A hard fork occurs when the blockchain splits. In that case, you are gifted crypto based on your ownership of the forked cryptocurrency. You do not have to pay taxes when you receive additional cryptocurrency from a hard fork. But you do have to pay taxes when you sell the received currency. You can assume its acquisition cost is €0. Therefore you will be taxed over the total market value when you sell them.
You have to pay earned income tax over your income from mining. You must report the value of your mining income at the time you gain access to your mined crypto in euros.
You can also calculate your income from mining per day or month based on that period’s average exchange rate. But you have to stay consistent with this period throughout the year.
You can deduct expenses you’ve incurred while mining from your income. You may only declare the proportion of your expenditure used directly for mining. Any energy used for the computer or device used in mining that is not directly involved in mining is not tax-deductible. The purchase price of mining equipment is also deductible. If you use the equipment for personal use from time to time, you can still deduct some expenses. The amount you can deduct depends on how often you use the equipment for purposes other than mining.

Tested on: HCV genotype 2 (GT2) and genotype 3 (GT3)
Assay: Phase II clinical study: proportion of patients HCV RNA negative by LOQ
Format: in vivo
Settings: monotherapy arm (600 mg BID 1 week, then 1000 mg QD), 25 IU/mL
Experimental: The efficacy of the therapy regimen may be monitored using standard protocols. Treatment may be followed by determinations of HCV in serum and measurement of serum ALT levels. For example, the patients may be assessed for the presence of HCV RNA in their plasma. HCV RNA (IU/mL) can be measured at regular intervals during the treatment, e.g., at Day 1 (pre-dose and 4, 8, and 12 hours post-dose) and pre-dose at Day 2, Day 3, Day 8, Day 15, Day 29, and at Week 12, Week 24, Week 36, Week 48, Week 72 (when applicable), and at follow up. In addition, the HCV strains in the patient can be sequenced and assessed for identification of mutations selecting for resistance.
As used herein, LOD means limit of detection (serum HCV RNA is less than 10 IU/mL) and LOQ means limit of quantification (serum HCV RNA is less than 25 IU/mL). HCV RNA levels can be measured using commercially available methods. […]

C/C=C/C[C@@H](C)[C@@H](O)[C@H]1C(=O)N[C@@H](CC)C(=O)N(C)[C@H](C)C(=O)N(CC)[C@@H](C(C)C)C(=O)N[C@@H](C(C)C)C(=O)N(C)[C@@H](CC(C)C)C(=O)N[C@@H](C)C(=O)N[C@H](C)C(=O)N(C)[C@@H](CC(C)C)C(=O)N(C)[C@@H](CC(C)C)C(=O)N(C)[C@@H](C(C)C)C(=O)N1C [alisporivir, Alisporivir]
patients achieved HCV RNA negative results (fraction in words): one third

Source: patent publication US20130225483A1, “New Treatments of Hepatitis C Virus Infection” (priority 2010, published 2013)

You can deduct 25% if you provide evidence of occasional use of your equipment to earn mining income.
You can deduct 50% if you provide evidence of regular use of your equipment to earn mining income.
You can deduct 100% if you can provide evidence that your equipment’s primary use is for earning mining income.
If you can use the hardware used for mining for more than three years, you should deduct expenses according to a series of depreciation expenses of no more than 25% per year.
Staking, an alternative to mining, contributes to your capital income and is seen as a capital gain. This classification is different from mining because staking is a reward for owning crypto assets. You must report the value of your staking income in euros at the time you receive the tokens. This value is also considered the acquisition cost.